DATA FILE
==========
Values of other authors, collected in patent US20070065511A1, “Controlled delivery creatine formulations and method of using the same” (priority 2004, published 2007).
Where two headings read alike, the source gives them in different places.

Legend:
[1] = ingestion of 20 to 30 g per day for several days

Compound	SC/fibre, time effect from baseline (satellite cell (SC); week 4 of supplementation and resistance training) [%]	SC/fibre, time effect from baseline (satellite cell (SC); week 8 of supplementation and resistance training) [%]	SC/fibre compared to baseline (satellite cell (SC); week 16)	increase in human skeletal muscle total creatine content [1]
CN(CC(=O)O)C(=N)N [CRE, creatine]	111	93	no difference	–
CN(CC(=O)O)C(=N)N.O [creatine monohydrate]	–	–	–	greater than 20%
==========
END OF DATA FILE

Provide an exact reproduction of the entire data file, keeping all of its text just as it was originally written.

Values of other authors, collected in patent US20070065511A1, “Controlled delivery creatine formulations and method of using the same” (priority 2004, published 2007).
Where two headings read alike, the source gives them in different places.

Legend:
[1] = ingestion of 20 to 30 g per day for several days

Compound	SC/fibre, time effect from baseline (satellite cell (SC); week 4 of supplementation and resistance training) [%]	SC/fibre, time effect from baseline (satellite cell (SC); week 8 of supplementation and resistance training) [%]	SC/fibre compared to baseline (satellite cell (SC); week 16)	increase in human skeletal muscle total creatine content [1]
CN(CC(=O)O)C(=N)N [CRE, creatine]	111	93	no difference	–
CN(CC(=O)O)C(=N)N.O [creatine monohydrate]	–	–	–	greater than 20%